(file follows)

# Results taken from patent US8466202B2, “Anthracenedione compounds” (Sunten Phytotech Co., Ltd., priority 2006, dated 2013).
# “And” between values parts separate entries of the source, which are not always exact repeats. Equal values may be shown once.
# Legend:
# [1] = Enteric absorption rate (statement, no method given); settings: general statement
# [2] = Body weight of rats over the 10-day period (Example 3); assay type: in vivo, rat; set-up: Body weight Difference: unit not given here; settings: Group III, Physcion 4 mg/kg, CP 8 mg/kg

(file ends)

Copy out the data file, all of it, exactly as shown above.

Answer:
# Results taken from patent US8466202B2, “Anthracenedione compounds” (Sunten Phytotech Co., Ltd., priority 2006, dated 2013).
# “And” between values parts separate entries of the source, which are not always exact repeats. Equal values may be shown once.
# Legend:
# [1] = Enteric absorption rate (statement, no method given); settings: general statement
# [2] = Body weight of rats over the 10-day period (Example 3); assay type: in vivo, rat; set-up: Body weight Difference: unit not given here; settings: Group III, Physcion 4 mg/kg, CP 8 mg/kg